The Green Party will launch some radical ideas for agriculture post-Brexit in response to 'no plan' from government.

Green MEP Molly Scott Cato, a member of the European Parliament's Agriculture Committee, will launch two reports on Tuesday presenting ideas on shaping the future of farming post-Brexit.

Dr Scott Cato believes there has been a lack of vision from the Government on the future of Agriculture, and has stepped in to offer her assistance.

One report is by the Soil Association, the well known charity for promoting organic food, the other by Simon Fairlie, of the Land Workers' Alliance.

Both reports envision a future which prioritises soil health and biodiversity and where land use contributes to mitigating the impacts of climate change.

They also both agree on the need to maintain or increase the amount currently received by farmers through the Common Agriculture Policy.

However, they say that direct payments based on land area should be scrapped and investment re-targeted towards rewarding farmers not landowners.

Funding should also be used to provide funding for advice, training and farmer-led research and innovation.

Other more radical ideas from Simon Fairlie include a shift away from export markets so UK farmers can focus on meeting UK demands for food; 20 per cent VAT on processed meat products, and 'polluter pays' labelling on food products which involve the use of artificial fertilisers, pesticides and herbicides.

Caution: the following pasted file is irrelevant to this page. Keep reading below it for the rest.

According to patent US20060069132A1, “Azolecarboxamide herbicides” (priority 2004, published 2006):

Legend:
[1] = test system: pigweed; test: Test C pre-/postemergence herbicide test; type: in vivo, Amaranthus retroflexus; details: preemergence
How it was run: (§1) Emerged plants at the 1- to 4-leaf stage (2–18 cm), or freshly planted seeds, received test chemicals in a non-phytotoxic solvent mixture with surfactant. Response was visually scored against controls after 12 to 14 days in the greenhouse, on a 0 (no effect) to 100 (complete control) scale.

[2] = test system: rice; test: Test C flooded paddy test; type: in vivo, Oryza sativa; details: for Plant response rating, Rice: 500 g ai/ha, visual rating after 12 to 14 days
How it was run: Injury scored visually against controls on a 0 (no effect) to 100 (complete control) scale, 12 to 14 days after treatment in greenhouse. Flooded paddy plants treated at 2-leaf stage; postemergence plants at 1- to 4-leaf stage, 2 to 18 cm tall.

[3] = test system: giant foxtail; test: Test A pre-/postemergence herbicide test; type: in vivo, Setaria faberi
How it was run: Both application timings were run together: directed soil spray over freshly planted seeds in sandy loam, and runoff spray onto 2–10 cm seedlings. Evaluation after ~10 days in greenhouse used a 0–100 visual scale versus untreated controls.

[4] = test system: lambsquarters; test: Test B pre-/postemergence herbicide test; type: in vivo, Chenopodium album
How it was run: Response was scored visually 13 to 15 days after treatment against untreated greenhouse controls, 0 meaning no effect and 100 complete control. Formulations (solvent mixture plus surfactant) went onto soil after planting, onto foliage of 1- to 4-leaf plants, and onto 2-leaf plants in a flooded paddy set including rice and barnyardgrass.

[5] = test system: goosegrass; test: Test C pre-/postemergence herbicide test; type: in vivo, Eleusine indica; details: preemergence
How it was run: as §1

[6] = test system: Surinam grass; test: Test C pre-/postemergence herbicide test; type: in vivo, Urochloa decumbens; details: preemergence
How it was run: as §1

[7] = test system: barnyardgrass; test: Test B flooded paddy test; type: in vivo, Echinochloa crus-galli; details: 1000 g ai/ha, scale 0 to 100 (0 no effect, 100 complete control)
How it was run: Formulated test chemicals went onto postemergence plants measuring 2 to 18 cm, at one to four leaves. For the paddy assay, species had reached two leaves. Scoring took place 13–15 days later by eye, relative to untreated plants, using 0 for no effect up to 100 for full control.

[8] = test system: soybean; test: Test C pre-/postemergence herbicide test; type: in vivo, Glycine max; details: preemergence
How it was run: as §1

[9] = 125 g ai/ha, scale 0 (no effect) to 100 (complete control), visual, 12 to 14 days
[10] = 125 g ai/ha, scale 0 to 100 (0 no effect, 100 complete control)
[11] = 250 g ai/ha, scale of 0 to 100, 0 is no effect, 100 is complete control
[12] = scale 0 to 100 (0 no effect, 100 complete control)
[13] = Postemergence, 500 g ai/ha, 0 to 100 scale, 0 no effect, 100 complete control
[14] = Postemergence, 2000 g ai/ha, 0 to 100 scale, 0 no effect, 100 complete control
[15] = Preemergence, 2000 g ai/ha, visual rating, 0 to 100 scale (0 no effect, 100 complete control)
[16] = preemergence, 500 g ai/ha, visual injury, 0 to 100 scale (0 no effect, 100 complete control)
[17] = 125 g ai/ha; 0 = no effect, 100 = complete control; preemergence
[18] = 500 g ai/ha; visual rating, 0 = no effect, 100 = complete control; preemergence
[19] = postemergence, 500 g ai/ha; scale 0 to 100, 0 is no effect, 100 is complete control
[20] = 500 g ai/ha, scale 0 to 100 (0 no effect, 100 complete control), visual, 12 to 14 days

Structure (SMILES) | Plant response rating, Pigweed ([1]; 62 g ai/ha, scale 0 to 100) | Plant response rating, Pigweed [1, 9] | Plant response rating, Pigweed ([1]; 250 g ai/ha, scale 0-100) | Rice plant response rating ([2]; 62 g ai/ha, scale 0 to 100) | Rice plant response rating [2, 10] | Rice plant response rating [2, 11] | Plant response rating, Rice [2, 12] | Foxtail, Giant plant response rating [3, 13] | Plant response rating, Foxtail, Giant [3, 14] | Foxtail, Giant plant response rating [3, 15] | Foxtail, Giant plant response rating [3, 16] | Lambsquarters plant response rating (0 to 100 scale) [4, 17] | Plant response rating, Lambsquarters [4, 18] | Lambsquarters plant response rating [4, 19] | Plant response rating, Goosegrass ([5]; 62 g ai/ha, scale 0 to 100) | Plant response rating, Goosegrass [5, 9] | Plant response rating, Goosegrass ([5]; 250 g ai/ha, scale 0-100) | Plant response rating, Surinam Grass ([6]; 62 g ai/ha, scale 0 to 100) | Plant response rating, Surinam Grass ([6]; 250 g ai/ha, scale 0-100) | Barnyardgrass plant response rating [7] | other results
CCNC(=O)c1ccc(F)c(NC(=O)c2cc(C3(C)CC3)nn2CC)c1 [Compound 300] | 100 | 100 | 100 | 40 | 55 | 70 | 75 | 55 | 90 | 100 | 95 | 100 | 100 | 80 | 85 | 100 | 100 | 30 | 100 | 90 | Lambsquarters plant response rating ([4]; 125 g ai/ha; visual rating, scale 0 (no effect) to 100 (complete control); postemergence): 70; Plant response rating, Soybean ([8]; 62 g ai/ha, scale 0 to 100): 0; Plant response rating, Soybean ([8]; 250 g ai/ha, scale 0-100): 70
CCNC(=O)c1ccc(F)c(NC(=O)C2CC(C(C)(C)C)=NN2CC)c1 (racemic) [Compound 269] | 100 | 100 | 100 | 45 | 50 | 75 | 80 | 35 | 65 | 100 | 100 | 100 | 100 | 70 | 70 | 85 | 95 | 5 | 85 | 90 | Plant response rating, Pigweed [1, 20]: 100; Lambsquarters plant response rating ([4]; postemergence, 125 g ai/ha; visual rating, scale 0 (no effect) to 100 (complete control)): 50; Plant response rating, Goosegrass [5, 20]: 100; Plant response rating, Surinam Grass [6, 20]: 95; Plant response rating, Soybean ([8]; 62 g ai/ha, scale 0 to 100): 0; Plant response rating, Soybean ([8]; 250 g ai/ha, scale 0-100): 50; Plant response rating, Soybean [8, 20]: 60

Meanwhile the Soil Association calls for a new national agroforestry strategy, a ban on the routine preventative use of antibiotics and using procurement to drive demand for locally produced, especially organic, food.

Molly Scott Cato said: “We have a government that is not only clueless on how to improve the lot of our farmers and food producers, but is also chasing damaging trade deals with the US and Canada which would weaken the higher EU standards that have shaped UK agriculture over the last 40 years.

“The absence of any plan for our food and farming sectors is even more alarming given the extreme form of Brexit that Theresa May’s government is pushing for.

"Around 65 per cent of total UK agricultural exports go to the EU, while around 70 per cent of the UK’s imports originate from other EU countries.

"Removing us from the single market risks punitive tariffs on exports and imports, while an end to free movement would make it impossible to take on the seasonal migrant labour from EU countries so crucial to many farms.

“Yet Brexit could be a unique opportunity to move towards an ecologically sustainable farming system; one that focuses on supporting family farms and re-localising food production, thereby creating thriving rural communities.

"We can also refocus land management to encourage biodiversity, improve animal welfare and help tackle climate change.

“These two reports do something that the government seem incapable of doing – providing a wealth of exciting and innovative ideas for policy makers, farmers, food producers and rural communities.

"But ultimately what happens to farming will affect us all as it will shape the future of our economic, social, environmental and physical landscapes."